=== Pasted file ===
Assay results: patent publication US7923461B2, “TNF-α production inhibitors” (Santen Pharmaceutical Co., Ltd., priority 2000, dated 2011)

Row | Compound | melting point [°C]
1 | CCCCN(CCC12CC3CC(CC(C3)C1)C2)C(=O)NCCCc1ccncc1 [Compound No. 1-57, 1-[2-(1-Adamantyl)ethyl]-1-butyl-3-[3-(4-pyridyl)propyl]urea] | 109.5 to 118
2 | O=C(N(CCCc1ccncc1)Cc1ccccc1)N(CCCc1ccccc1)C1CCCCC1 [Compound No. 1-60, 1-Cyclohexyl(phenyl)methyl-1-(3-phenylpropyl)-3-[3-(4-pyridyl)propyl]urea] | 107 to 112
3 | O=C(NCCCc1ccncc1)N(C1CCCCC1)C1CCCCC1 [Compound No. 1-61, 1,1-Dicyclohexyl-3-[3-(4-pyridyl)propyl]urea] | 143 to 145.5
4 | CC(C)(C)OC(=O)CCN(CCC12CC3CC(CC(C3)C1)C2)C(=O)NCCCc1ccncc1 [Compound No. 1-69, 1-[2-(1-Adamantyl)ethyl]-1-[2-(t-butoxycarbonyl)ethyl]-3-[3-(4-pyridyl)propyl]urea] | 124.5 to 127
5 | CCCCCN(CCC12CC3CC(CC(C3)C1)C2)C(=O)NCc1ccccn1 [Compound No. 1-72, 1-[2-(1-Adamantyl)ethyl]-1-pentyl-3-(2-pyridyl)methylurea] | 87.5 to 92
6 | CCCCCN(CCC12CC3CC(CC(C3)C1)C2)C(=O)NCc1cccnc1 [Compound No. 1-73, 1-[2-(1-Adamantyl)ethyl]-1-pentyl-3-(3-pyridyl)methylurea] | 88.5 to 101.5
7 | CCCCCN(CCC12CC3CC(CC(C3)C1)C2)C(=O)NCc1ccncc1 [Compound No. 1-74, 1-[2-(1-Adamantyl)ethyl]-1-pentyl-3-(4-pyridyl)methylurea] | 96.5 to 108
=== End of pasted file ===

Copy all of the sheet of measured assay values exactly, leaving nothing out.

Assay results: patent publication US7923461B2, “TNF-α production inhibitors” (Santen Pharmaceutical Co., Ltd., priority 2000, dated 2011)

Row | Compound | melting point [°C]
1 | CCCCN(CCC12CC3CC(CC(C3)C1)C2)C(=O)NCCCc1ccncc1 [Compound No. 1-57, 1-[2-(1-Adamantyl)ethyl]-1-butyl-3-[3-(4-pyridyl)propyl]urea] | 109.5 to 118
2 | O=C(N(CCCc1ccncc1)Cc1ccccc1)N(CCCc1ccccc1)C1CCCCC1 [Compound No. 1-60, 1-Cyclohexyl(phenyl)methyl-1-(3-phenylpropyl)-3-[3-(4-pyridyl)propyl]urea] | 107 to 112
3 | O=C(NCCCc1ccncc1)N(C1CCCCC1)C1CCCCC1 [Compound No. 1-61, 1,1-Dicyclohexyl-3-[3-(4-pyridyl)propyl]urea] | 143 to 145.5
4 | CC(C)(C)OC(=O)CCN(CCC12CC3CC(CC(C3)C1)C2)C(=O)NCCCc1ccncc1 [Compound No. 1-69, 1-[2-(1-Adamantyl)ethyl]-1-[2-(t-butoxycarbonyl)ethyl]-3-[3-(4-pyridyl)propyl]urea] | 124.5 to 127
5 | CCCCCN(CCC12CC3CC(CC(C3)C1)C2)C(=O)NCc1ccccn1 [Compound No. 1-72, 1-[2-(1-Adamantyl)ethyl]-1-pentyl-3-(2-pyridyl)methylurea] | 87.5 to 92
6 | CCCCCN(CCC12CC3CC(CC(C3)C1)C2)C(=O)NCc1cccnc1 [Compound No. 1-73, 1-[2-(1-Adamantyl)ethyl]-1-pentyl-3-(3-pyridyl)methylurea] | 88.5 to 101.5
7 | CCCCCN(CCC12CC3CC(CC(C3)C1)C2)C(=O)NCc1ccncc1 [Compound No. 1-74, 1-[2-(1-Adamantyl)ethyl]-1-pentyl-3-(4-pyridyl)methylurea] | 96.5 to 108